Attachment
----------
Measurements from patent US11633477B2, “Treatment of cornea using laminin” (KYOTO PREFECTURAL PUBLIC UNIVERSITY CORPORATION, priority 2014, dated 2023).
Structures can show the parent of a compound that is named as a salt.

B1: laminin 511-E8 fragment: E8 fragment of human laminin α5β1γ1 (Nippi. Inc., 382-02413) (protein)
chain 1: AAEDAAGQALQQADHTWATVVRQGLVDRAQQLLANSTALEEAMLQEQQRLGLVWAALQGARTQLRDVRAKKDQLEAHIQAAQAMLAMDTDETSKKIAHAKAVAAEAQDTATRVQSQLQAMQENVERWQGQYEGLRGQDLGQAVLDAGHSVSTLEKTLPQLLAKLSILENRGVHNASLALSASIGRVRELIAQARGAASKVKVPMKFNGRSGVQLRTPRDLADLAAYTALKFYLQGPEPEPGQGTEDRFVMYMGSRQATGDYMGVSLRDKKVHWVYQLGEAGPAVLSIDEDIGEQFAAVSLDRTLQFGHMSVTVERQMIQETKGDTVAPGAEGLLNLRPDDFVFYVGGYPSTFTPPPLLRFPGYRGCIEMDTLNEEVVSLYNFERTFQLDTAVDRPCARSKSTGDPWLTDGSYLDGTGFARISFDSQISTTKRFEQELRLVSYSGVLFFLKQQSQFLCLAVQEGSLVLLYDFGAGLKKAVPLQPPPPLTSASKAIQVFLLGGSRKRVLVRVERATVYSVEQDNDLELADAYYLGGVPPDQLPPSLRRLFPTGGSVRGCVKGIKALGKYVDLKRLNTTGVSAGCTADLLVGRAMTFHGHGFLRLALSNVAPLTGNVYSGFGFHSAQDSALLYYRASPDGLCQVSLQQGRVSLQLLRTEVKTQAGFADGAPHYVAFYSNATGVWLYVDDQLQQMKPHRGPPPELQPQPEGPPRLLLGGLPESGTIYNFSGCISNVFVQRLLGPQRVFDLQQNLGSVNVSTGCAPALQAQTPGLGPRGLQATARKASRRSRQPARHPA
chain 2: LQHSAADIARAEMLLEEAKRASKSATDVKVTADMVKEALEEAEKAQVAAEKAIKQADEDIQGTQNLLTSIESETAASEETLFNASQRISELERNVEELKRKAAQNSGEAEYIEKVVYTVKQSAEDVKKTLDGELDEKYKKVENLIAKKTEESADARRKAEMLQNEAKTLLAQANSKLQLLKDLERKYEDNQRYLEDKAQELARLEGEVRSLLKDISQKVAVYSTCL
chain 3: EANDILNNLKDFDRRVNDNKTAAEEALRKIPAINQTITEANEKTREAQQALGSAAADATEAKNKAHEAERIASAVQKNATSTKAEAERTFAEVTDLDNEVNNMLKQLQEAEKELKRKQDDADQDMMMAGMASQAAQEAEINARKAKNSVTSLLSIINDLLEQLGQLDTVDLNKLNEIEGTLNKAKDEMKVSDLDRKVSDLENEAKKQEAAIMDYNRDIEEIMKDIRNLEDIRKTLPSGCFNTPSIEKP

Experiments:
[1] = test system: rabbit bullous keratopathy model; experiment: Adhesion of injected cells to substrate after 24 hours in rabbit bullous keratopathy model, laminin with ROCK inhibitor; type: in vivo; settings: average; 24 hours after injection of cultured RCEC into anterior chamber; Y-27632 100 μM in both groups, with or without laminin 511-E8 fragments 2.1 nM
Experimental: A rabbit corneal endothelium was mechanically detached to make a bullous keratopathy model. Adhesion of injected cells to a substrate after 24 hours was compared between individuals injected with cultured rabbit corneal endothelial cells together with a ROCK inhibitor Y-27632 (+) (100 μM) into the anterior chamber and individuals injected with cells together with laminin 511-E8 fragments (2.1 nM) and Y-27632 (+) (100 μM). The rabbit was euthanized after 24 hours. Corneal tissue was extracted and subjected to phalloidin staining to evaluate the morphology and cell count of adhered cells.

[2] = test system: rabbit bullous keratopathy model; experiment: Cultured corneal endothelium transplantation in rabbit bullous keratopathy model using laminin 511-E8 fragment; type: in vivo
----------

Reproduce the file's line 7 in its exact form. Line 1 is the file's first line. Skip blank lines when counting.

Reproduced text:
Experiments: